In the third volume (after The Family Trade, 2004, and The Hidden Family, 2005) of The Merchant Princes, Miriam Beckstein's situation continues to resemble an alternate-worlds version of The Perils of Pauline. Having escaped immediate reduction to the status of breeding stock for her Mafia-like kinsmen, she lands in a third world, one in which, unfortunately, the local king has no brains. No heir, either. Ulp! Miriam suspects she has jumped from the frying pan into the fire, and also that her relatives may still be pursuing her to a probably gruesome death for defying their will. Persons in our world discovering that they have ties to others is a classic sf and fantasy theme; just see Roger Zelazny's two Chronicles of Amber series. Stross and his feisty heroine are currently about the best practitioner and heroine the old motif boasts, and many are and will be the readers hoping for more than the three volumes they've given us so far. Roland Green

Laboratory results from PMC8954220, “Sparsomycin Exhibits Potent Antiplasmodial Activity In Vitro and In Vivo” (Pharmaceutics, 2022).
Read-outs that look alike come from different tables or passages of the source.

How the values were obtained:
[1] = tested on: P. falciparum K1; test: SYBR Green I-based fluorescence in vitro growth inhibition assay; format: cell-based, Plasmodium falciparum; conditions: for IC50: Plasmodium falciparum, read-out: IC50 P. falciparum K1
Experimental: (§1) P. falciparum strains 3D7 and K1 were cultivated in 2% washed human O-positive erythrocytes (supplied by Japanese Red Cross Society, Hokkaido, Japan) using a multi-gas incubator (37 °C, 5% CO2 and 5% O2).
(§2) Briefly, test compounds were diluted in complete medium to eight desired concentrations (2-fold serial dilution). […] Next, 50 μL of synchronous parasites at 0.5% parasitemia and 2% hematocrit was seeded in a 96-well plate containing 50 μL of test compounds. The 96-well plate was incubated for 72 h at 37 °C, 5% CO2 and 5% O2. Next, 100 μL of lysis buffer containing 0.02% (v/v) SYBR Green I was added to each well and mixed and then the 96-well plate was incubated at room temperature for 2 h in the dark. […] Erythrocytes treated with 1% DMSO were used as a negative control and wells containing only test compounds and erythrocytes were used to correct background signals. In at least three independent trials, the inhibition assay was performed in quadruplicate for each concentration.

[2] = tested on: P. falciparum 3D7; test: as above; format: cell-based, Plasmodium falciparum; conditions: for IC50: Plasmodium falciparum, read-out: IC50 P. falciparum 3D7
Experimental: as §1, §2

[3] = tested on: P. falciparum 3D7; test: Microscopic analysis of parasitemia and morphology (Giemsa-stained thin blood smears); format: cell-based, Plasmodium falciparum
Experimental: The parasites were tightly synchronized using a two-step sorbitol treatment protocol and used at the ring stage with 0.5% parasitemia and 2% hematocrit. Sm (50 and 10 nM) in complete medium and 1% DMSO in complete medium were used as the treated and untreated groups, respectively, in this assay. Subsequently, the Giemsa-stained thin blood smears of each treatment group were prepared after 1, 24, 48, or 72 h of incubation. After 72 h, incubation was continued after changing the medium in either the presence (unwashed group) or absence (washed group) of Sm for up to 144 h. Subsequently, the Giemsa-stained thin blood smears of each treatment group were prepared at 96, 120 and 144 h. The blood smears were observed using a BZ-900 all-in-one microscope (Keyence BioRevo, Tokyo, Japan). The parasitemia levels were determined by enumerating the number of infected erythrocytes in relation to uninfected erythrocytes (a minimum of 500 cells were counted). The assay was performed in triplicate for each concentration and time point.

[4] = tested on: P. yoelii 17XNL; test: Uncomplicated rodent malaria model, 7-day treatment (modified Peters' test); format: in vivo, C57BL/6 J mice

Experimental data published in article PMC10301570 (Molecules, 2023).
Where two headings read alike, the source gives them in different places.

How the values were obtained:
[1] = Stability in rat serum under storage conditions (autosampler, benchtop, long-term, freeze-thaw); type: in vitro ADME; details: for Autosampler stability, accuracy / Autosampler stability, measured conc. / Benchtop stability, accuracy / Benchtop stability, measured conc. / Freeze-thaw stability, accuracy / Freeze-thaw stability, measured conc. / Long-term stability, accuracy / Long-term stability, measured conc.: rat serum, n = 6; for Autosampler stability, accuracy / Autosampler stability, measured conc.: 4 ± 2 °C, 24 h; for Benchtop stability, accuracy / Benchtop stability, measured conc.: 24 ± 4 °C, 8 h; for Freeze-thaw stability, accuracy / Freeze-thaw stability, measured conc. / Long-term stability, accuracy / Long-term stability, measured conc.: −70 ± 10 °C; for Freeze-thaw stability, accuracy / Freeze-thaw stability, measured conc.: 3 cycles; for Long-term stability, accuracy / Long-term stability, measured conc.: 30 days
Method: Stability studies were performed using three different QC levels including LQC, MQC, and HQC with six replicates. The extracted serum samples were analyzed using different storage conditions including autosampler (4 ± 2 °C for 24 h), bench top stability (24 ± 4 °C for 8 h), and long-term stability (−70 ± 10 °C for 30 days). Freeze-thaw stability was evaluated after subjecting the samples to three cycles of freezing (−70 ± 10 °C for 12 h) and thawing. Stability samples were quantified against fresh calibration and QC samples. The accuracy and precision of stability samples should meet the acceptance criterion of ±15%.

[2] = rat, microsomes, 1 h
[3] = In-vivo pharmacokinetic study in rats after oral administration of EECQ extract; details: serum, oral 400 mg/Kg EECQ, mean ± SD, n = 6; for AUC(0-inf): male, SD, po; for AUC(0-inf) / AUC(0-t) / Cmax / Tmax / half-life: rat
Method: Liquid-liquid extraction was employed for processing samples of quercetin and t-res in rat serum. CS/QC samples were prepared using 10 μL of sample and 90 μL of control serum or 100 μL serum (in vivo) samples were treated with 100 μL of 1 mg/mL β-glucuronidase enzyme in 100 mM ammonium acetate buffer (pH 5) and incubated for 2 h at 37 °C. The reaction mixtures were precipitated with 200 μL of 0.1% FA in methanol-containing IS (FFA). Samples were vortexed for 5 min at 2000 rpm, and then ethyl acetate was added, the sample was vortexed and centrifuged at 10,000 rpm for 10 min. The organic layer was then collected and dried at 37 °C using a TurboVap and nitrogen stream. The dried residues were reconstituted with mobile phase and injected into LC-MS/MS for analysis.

Copyright © American Library Association. All rights reserved
Top customer reviews
This volume was every bit as good as the previous two, and the next. It moves the story forward, ratchets up the stakes, and unveils new mysteries while resolving some old ones.
As you'd expect with what is essentially half a novel, not very much is wrapped up neatly by the end of this book. But a delicious amount of stuff happens, and my only complaint is that I couldn't put the darn thing down.
If you're expecting something revolutionary or different than the other novels in the series or dislike the medieval culture part of the Merchant Prince universe, you'll be disappointed. If you are looking for continuation of the story arcs and some twists, it'll do.
In the first two novels, despite feeling very much a fish out of water in the strange world of Gruinmarkt, Miriam had some measure of control over her life. She was (and in this book, still is) resourceful, talented, bold, takes initiative, and is very accomplished at thinking on her feet.